While we all know this is not easy for anyone, the tight capacity and limited options can wreak havoc for days even when the weather improves. Airlines have very limited slack and changes cannot easily be made. So who loses? The traveler is always the number 1 loser in these events. Airlines grant "waivers" and "flexibility", but when you are going to a specific event on a certain day and you hold a non-refundable ticket, this flexibility does not mean much.
Here's an excerpt of one airline's policy:
Due to weather in the Eastern U.S., XYZ Airlines offers the following flexibility options to ticketed customers whose travel may be impacted by this event. Customers ticketed to travel , departing from the affected airports may change flights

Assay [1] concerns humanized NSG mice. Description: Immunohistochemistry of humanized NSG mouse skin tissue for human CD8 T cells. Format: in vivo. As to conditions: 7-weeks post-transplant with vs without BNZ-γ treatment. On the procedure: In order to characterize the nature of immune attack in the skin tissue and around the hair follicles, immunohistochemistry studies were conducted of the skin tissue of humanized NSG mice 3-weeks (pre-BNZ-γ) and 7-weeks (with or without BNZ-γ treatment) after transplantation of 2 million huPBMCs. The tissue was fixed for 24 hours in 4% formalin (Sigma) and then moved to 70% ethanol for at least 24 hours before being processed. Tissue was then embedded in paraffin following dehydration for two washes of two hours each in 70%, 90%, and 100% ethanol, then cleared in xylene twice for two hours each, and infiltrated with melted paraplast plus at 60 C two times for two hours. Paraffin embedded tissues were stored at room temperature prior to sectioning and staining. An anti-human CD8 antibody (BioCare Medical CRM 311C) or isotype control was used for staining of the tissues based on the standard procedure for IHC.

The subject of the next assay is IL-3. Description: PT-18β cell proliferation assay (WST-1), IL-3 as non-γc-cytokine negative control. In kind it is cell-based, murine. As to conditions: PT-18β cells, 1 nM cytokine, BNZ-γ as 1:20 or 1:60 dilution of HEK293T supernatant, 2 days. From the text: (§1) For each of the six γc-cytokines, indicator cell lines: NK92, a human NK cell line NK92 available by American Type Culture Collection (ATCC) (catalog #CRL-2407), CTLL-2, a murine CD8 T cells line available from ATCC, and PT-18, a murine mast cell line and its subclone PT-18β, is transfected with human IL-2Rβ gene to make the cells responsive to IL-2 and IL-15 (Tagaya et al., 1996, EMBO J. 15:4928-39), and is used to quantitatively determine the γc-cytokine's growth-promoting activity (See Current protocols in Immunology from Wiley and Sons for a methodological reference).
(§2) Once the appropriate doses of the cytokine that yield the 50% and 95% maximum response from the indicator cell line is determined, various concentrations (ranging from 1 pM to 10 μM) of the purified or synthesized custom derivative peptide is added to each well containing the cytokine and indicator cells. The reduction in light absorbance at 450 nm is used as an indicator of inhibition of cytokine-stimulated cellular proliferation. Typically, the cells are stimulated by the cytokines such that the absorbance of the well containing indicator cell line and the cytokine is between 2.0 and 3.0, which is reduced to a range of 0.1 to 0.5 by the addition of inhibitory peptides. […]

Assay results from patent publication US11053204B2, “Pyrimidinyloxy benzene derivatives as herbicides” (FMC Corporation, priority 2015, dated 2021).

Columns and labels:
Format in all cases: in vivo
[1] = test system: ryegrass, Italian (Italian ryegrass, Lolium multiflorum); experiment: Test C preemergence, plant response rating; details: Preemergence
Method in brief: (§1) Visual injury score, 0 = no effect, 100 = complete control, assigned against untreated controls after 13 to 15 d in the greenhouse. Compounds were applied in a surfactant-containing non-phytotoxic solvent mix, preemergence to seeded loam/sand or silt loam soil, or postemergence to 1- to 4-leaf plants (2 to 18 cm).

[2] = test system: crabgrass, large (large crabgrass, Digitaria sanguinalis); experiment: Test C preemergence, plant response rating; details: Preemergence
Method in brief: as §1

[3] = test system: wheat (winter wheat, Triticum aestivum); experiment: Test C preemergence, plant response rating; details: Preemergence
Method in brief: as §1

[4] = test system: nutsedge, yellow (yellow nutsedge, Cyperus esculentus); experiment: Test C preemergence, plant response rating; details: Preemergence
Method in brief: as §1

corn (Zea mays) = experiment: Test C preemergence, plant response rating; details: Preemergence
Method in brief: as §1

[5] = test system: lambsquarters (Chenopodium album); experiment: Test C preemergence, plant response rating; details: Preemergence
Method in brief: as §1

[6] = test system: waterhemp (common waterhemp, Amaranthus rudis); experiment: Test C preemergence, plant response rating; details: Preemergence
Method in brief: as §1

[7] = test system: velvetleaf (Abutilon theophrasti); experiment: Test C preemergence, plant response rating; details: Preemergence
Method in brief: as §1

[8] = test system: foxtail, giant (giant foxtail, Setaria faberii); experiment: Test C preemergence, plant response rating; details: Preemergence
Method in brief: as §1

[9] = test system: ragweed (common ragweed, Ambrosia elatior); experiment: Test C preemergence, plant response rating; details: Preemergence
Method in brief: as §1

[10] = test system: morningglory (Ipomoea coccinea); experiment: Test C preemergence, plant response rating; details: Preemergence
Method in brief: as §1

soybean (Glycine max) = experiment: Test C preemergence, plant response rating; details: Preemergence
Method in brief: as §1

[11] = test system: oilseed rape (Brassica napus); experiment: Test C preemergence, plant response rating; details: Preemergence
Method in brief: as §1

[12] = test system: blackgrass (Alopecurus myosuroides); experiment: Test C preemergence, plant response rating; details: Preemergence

On the following dates: February 16, 2015 - February 17, 2015
And your ticket was issued no later than: February 15, 2015
You may travel: February 16, 2015 - February 20, 2015
Original inventory required? No
Origin/Destination/Stopover Changes allowed? No
The ticket reissue charge will be waived for one ticket change.
To change travel dates, contact our Reservations personnel at 1-800-XXX-XXXX within the United States or Canada.
As you see from above, the flexibility offers the same dates that flights are cancelled (February 16 and 17), and only allows 3 additional days to make the trip. Problem #1, you may no longer have the need to travel. Problem #2, if you do travel, you have to compete with other passengers on what looks like already oversold flights in a very tight window. Problem #3, if you choose not to travel or cannot find seats, you will have to pay a penalty for using your ticket on a future flight.